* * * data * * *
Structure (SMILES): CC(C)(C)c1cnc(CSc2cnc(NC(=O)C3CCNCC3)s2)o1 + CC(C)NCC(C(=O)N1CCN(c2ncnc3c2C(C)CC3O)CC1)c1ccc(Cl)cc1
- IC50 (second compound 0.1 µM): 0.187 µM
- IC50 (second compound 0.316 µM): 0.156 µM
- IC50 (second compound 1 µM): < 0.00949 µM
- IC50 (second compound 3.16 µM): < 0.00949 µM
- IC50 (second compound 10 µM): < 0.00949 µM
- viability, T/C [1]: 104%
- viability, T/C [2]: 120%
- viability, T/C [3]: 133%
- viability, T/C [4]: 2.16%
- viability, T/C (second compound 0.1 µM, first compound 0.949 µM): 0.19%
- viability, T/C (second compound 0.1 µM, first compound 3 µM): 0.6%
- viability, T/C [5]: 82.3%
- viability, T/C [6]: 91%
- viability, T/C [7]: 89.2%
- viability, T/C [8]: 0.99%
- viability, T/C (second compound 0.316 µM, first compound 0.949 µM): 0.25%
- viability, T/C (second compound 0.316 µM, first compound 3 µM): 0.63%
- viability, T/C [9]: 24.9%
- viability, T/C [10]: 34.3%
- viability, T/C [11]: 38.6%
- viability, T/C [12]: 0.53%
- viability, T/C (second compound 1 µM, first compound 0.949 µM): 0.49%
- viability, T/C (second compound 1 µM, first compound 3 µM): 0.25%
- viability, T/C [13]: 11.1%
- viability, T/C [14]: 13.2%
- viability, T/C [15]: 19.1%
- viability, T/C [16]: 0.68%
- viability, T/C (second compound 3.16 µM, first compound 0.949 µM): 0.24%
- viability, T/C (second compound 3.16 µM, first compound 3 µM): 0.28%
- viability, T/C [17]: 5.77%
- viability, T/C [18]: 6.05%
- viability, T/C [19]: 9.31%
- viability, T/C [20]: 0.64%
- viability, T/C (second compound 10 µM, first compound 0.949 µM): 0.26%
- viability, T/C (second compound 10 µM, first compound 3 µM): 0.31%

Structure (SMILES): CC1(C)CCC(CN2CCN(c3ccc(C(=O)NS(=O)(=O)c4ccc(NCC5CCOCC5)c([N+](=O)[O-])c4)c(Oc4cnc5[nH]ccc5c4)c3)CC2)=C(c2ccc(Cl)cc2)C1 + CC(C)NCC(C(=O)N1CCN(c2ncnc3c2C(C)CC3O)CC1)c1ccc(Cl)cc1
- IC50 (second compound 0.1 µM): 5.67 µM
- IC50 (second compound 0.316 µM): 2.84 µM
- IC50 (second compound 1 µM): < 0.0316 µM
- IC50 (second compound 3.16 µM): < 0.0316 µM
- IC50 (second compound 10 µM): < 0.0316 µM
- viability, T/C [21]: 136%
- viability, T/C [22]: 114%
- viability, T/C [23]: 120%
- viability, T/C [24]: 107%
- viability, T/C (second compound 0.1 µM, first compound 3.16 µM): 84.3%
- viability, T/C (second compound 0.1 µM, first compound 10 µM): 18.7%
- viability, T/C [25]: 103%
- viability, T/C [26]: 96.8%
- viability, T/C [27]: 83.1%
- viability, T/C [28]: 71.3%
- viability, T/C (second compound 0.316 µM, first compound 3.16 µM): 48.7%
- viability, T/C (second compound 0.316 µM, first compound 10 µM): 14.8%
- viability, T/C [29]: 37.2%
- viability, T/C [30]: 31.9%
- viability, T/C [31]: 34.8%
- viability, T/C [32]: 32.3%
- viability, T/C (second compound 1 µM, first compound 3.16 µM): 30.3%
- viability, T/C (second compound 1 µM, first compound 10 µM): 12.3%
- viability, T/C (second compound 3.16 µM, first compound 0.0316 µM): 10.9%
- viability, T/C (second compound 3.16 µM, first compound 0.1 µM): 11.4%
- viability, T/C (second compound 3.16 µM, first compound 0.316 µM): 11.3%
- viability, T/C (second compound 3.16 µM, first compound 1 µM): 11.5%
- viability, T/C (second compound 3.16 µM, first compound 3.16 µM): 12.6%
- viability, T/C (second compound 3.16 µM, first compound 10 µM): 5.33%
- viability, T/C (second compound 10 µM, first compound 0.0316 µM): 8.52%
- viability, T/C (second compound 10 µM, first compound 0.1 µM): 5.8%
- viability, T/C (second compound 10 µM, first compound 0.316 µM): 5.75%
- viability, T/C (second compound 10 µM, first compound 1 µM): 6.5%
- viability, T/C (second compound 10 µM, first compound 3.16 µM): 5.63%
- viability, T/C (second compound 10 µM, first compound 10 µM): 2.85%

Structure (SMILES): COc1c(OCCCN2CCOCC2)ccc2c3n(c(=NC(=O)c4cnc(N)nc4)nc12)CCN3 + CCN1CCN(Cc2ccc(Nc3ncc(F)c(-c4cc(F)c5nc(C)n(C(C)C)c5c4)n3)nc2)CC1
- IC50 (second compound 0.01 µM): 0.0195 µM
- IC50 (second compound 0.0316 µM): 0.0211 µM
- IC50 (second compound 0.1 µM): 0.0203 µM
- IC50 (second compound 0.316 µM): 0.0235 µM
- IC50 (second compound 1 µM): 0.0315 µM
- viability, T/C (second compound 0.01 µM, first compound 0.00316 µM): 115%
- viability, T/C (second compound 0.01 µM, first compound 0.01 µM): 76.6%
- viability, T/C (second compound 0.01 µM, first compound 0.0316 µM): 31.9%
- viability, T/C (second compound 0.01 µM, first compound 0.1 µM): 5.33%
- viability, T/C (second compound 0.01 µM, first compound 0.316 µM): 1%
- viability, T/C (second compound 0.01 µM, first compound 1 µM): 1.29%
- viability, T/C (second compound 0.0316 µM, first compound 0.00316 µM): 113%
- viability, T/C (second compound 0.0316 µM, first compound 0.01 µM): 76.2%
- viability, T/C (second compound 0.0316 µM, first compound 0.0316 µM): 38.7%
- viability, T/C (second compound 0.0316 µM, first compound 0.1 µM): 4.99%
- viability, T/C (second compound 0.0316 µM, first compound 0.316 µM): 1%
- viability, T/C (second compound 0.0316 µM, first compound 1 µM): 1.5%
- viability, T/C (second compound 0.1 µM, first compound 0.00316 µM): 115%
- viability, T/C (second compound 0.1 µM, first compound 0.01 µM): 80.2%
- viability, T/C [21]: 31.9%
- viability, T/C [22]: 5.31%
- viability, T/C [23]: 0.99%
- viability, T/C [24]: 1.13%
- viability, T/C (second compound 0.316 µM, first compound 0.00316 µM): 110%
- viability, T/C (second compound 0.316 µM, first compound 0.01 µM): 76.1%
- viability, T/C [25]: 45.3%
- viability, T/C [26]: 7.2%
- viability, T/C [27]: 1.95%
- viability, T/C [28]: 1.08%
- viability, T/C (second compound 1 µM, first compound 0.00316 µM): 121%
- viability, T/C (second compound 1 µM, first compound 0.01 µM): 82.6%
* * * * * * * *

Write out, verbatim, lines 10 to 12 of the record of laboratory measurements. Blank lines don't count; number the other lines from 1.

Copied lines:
- viability, T/C [4]: 2.16%
- viability, T/C (second compound 0.1 µM, first compound 0.949 µM): 0.19%
- viability, T/C (second compound 0.1 µM, first compound 3 µM): 0.6%